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I know it isn't a guitar, but a flat-top mandolin is so similar to a tiny guitar in construction and design that I think I may as well post my work here for you all to see anyway... Think of it as broadening your horizons! I should have started posting photos when I started working on it, but the thought didn't cross my mind until recently.

Anyway, the lame bit is that the photo gallery in question is a Facebook photo gallery. (If it weren't, my friends wouldn't follow along to see what I'm doing.) The not-lame bit is that every single photo is captioned, and many of the design decisions are explained along the way. Photos are usually posted the same day I do the work.

Here's the public link to the photo gallery: http://www.facebook.com/album.php?aid=597325&id=559500530&l=9161c52828

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Specs, though some of this is not yet seen in the photos:

- X-braced Sitka spruce top with extra-heavy head brace, a la Somogyi. (Reason: it's structurally significant. It supports the neck block and defines the end of the vibrating plate, so the ends won't (and shouldn't) be scalloped. You wouldn't scallop the trusses in your house, would you?)

- EIR back and sides

- Sides are also lined with Sitka to double the thickness and increase stiffness (like a Ramirez or Friederich classical guitar or an Ervin Somogyi acoustic)

- Solid Sapele linings ("kerfings," but what do you call them if they aren't kerfed? Linings.)

- Spanish-style neck joint (integral neck)

- Black walnut/roasted curly red maple (Acer rubrum) neck: roasted maple has been baked (after kiln drying) at a high temperature just short of scorching the wood, which turns it a wonderful brown colour that I would describe as caramel. I suspect it gets that colour because the sugars/sap in the wood caramelise, but that's a guess. When baked, it is allegedly more stable humidity-wise than normal red maple, and red maple is empirically more stable than hard/sugar maple (Acer saccharum). It is also 20% lighter, 35% softer/easier to carve, and still a spectacular 90% as stiff! It should be a stable neck. The walnut was chosen mostly for aesthetic purposes, but it too is very stable and is lighter, softer, and almost as stiff as sugar maple.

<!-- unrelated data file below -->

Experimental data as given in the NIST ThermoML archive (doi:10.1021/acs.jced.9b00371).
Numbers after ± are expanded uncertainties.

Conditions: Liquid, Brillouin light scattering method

- 0.5"x.25" carbon fibre inlay in neck

- Compound radius EIR fingerboard with proper guitar-sized frets instead of goofy tiny mandolin frets

- Grover 309 tuners (they get good reviews, so I'll give them a shot)

- StewMac scalloped tailpiece (less time consuming to restring than a Gibson-style tailpiece, and the heavy cast tailpieces aren't the right angle for a flat-top)

- Red Henry style bridge; he's so generous with his research information! I respect that. http://www.murphymethod.com/index.cfm?event=pages.content&contentId=87

- K&K Mandolin Twin pickup

- French Polish with some strategic oiling to maximise chatoyance. Yes. Yes yes yes.

Feel free to ask questions if you have them.

Edited by B. Aaron
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Very nice. How did you go about roasting the maple? I am interested in trying this in a build at some point.

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Very nice. How did you go about roasting the maple? I am interested in trying this in a build at some point.